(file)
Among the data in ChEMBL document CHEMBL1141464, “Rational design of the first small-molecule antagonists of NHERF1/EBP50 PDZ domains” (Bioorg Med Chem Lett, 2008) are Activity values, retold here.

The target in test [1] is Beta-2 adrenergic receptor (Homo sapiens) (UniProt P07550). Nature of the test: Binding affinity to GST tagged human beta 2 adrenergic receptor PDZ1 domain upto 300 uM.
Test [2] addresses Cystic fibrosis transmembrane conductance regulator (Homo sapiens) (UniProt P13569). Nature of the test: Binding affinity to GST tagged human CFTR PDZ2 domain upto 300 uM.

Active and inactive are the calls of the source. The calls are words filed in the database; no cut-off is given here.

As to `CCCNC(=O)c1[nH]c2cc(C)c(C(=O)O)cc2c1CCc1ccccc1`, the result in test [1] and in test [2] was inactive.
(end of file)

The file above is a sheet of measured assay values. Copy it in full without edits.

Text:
Among the data in ChEMBL document CHEMBL1141464, “Rational design of the first small-molecule antagonists of NHERF1/EBP50 PDZ domains” (Bioorg Med Chem Lett, 2008) are Activity values, retold here.

The target in test [1] is Beta-2 adrenergic receptor (Homo sapiens) (UniProt P07550). Nature of the test: Binding affinity to GST tagged human beta 2 adrenergic receptor PDZ1 domain upto 300 uM.
Test [2] addresses Cystic fibrosis transmembrane conductance regulator (Homo sapiens) (UniProt P13569). Nature of the test: Binding affinity to GST tagged human CFTR PDZ2 domain upto 300 uM.

Active and inactive are the calls of the source. The calls are words filed in the database; no cut-off is given here.

As to `CCCNC(=O)c1[nH]c2cc(C)c(C(=O)O)cc2c1CCc1ccccc1`, the result in test [1] and in test [2] was inactive.